In October 2014, Converse, the US shoe company, filed 31 lawsuits against companies which it claims are copying the design of its trademark shoe – the Chuck Taylor sneaker. Wal-Mart and Ralph Lauren are among the retailers which have had lawsuits filed against them. In order to protect its trademarks, Converse has reportedly issued around 180 cease and desist letters to retailers selling look-a-like Chuck Taylor sneakers in the past six years.

An uphill battle against counterfeiters…

Converse’s lawsuits highlight the uphill battle that fashion brands face in protecting their trademarks. Legal mechanisms are essential to protect companies’ rights and revenues, and Converse clearly has trademarks in place to safeguard its iconic designs. It should not hesitate to leverage these rights where it believes it is necessary.

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However, it is not just look-a-like goods being sold by legitimate retailers which are a problem. The internet is a vast, unregulated space where counterfeiters and e-criminals are able to promote and sell imitation goods on an immense global scale. In 2013 alone, NetNames removed two billion items from online auction sites and shut down thousands of rogue websites on behalf of its customers, all of which we focused on selling counterfeit goods.

It isn’t just about protecting revenue…

According to Home Office figures, £1.3 billion worth of counterfeit goods are sold in the UK each year. This represents a significant amount of revenue being lost by brand owners, whose customers are often unknowingly purchasing inferior, and in some cases dangerous, imitations of the real thing. Counterfeit goods undoubtedly have a negative impact on a brand’s revenue. However, the risks extend beyond just financial impacts. Reputational damage also has a significant impact on a brand’s value, and recent NetNames research revealed that 78 percent of consumers said they would shun a brand if they ended up on a bogus website pretending to be that brand. Brands need to develop an effective online strategy that dovetails with their business objectives whilst protecting both their intellectual property and online customers.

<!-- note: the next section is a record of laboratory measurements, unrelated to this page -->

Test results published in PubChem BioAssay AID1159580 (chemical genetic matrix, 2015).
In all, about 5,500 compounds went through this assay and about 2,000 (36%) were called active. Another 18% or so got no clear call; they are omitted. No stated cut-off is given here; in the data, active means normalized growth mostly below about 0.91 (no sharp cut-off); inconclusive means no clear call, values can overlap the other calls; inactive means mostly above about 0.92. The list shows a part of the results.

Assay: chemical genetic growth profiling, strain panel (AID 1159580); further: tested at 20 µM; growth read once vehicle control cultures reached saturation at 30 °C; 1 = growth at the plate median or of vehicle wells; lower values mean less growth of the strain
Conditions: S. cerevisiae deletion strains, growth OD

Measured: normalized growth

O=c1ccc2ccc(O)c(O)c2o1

Fashion brands must be alert to the threats posed by imitations and counterfeit goods, in addition to the challenges presented by the internet as a distribution network for these products. Businesses can and should identify the greatest threats to their brand and seek to take action, particularly where there are well defined processes on the internet. Only then will brands be able to protect their customers, brand value, and revenues from the online criminals.

By Haydn Simpson, Brand Protection Director, NetNames

About NetNames

NetNamesWith online channels becoming increasingly important for a corporate’s commercial and marketing activities, NetNames offers a single point of contact for management of internet domain names, in all locations, globally, and protection for brands across all online environments. NetNames offers expertise, infrastructure and service levels which are hard for corporates to replicate internally and enjoys long term relationships with large and mid-sized corporates.

Headquartered in London, NetNames’ global network includes offices in Cambridge, Paris, Copenhagen, Stockholm, Zurich, Munich, New York, San Francisco, Melbourne and Singapore.

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